WEDGING- the process of kneading pottery clay to remove air bubbles, mix it to consistency, and align the clay particles to aid in throwing.
Two Wedging Techniques
Take a ball of clay and slap it down on the table. Slice it in half with a wire clay cutting tool. Flip the top half upside down and slap it down hard onto the bottom half. Repeat this
process as many times as it takes until the clay is smooth, consistent, and air bubble free. Be sure to slap the clay down hard to prevent air from
getting trapped between the two pieces.
This is a great opportunity to check the consistency of the clay.
Look at the cut surfaces. Run your finger across the surface. It should be smooth. It should have an even color (dark stripes usually
imply dryer areas of clay). It should have no holes caused by air bubbles. If it isn't perfect, keep wedging. This is the foundation for your
beautiful ceramic pot.
This is a much more challenging method, but worth learning. It creates great results for you clay. Many potters prefer this technique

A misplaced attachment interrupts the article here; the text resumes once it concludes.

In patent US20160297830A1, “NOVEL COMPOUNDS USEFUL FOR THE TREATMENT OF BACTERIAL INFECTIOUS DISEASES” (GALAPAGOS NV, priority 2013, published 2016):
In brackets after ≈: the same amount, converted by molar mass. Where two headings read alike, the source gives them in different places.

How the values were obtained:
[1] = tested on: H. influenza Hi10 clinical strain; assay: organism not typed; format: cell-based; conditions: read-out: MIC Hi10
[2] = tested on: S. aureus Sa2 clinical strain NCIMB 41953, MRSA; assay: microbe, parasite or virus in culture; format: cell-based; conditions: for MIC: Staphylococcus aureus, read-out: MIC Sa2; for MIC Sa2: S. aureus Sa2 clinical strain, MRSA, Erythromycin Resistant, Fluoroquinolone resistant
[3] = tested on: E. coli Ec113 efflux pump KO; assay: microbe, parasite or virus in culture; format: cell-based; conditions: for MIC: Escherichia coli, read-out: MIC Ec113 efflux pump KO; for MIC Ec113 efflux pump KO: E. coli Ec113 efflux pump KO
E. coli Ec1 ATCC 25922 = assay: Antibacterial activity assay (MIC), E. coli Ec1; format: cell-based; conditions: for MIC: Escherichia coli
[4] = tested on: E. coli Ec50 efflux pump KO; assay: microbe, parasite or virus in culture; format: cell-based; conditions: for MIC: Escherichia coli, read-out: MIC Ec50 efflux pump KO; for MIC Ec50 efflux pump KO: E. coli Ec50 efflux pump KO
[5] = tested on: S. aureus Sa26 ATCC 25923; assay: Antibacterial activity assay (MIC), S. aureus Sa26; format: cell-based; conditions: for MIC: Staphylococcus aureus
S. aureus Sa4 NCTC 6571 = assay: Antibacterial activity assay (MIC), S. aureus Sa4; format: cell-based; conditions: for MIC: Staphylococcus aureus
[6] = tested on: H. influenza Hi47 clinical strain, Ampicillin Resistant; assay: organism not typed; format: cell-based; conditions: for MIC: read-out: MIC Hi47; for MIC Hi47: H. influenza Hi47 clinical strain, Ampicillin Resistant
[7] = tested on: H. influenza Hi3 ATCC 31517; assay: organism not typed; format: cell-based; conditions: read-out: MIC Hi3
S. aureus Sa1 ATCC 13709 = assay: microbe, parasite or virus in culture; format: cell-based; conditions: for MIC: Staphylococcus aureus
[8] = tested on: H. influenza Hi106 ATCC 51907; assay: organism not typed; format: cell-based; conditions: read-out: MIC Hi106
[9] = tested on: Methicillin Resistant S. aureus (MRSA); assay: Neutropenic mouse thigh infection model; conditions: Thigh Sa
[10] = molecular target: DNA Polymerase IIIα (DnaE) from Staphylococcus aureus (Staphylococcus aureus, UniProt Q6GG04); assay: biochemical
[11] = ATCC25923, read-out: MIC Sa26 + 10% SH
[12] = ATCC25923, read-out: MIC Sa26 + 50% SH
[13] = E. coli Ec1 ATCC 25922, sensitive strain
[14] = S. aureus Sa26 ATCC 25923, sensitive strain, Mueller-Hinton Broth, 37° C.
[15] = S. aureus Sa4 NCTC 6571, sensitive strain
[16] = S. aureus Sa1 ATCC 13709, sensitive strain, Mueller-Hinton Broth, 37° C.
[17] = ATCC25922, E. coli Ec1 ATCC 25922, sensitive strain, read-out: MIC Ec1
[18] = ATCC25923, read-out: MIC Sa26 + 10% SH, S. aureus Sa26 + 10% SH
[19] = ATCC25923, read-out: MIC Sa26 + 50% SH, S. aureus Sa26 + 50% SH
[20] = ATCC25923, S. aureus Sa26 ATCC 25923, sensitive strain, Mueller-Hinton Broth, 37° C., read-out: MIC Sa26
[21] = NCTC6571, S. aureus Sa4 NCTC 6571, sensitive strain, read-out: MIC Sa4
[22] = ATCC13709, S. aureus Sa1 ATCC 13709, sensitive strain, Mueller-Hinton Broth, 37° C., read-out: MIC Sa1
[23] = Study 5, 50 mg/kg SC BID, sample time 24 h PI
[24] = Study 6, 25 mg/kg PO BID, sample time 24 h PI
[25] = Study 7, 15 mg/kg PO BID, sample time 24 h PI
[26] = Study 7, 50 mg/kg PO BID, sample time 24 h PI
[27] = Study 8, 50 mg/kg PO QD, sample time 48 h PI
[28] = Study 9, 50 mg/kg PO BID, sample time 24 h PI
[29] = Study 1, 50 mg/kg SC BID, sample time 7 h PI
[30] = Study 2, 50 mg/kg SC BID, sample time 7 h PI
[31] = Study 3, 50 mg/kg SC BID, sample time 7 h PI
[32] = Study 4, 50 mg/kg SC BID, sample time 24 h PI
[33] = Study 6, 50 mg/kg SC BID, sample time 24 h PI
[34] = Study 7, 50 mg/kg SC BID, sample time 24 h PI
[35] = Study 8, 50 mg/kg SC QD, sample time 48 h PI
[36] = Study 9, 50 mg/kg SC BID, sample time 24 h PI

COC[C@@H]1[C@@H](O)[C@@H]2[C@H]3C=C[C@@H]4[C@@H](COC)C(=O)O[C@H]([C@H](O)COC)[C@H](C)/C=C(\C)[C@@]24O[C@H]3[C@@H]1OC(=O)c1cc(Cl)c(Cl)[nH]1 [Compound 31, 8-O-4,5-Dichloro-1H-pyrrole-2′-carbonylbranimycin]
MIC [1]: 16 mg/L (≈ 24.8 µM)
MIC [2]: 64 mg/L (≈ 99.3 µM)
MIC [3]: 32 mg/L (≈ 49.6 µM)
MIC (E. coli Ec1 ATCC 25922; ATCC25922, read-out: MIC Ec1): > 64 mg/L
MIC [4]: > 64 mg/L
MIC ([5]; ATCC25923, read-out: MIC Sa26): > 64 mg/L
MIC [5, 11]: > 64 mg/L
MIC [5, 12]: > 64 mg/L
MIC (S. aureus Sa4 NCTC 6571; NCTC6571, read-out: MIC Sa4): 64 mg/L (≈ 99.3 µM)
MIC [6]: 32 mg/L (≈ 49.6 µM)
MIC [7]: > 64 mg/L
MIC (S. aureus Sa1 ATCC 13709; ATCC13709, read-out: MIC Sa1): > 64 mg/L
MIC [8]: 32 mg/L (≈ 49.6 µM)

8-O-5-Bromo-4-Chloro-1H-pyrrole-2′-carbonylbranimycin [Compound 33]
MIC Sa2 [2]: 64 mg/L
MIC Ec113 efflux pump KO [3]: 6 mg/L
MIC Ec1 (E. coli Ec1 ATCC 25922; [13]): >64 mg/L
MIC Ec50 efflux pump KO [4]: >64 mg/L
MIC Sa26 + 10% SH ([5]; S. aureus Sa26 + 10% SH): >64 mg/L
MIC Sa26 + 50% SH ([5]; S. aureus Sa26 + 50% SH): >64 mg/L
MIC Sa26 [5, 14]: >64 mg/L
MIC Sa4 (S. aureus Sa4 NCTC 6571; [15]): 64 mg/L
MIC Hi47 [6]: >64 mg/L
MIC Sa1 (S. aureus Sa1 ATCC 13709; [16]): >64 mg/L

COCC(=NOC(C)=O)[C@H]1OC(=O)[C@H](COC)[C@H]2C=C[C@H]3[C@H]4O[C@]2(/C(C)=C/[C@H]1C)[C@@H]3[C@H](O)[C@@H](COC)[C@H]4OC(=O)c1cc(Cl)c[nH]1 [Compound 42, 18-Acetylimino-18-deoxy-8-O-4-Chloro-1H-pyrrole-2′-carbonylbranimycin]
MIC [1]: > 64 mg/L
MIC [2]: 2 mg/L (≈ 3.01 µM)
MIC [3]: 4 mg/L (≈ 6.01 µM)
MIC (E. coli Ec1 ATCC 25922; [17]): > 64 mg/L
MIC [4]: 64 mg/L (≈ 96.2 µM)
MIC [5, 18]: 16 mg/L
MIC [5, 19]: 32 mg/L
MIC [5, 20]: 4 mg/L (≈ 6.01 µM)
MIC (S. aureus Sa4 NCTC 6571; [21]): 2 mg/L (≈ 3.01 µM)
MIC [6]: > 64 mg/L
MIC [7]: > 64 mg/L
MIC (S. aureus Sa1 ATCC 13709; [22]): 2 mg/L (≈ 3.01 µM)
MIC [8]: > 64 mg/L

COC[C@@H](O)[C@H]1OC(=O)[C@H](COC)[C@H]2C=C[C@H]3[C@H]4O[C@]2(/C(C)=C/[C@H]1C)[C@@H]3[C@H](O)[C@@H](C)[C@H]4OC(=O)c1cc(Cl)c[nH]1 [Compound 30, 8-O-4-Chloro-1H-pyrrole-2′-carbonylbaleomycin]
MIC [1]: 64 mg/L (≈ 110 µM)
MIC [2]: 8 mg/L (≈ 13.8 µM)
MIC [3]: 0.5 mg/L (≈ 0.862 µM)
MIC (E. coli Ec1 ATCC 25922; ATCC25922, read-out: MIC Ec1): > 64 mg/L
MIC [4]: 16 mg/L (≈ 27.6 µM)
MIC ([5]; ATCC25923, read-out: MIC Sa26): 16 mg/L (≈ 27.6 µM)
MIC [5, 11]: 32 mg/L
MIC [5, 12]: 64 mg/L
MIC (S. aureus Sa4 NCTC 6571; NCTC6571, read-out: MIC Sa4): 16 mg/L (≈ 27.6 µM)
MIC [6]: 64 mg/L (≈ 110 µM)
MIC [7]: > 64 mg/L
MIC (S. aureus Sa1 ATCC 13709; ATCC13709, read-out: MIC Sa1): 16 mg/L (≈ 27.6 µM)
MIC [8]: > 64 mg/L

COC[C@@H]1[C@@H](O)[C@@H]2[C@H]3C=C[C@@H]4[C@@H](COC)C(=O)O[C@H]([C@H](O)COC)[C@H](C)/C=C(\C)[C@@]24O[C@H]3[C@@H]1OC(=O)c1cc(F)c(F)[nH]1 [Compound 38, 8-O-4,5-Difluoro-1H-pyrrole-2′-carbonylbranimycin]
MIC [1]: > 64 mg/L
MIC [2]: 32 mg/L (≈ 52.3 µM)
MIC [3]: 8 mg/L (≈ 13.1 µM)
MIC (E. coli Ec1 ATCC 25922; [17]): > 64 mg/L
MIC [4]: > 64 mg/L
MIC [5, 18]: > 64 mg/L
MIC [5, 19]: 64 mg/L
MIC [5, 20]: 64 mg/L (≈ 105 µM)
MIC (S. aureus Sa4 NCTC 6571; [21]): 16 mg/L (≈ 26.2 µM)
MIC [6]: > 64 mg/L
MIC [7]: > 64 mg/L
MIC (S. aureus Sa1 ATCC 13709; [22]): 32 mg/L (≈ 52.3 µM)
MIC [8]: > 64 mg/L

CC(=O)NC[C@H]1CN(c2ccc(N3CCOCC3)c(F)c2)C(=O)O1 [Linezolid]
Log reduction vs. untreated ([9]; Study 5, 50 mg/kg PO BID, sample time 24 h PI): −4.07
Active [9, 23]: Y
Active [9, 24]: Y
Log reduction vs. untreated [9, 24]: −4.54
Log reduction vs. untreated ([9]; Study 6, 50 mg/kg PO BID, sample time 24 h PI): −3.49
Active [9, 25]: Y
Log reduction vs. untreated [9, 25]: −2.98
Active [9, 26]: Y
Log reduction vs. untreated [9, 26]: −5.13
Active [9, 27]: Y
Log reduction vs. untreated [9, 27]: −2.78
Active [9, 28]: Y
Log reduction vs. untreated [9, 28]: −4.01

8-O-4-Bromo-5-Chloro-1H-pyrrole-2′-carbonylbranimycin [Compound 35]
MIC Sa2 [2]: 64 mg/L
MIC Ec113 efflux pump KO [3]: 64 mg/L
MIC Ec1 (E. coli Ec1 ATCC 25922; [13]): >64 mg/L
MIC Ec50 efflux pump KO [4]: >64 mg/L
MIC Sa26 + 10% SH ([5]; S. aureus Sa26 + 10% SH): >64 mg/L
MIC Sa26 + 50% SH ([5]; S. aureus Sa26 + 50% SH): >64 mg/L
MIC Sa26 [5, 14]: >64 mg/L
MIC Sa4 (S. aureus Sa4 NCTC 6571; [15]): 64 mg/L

because it lines up the flat, disc-shaped clay particles in a circular motion. This circular arrangement is perfectly suited to the circular motion
of throwing on the wheel.
To spiral wedge think about doing the moon walk, only with clay. You're pushing the ball forward and downward into the table, while rotating
the top of the clay backward toward yourself. Push down with your right palm, while lifting and rotating backward with the fingers of both hands.
Then rotate the clay back toward you a 1/4 turn and repeat step one. Repeat this process until your clay is consistent.
When done correctly the clay will begin to form a spiral. You'll find a rhythm of rocking and pressing as you develop your technique.
Once your pottery clay is prepared, you're ready to get on the wheel and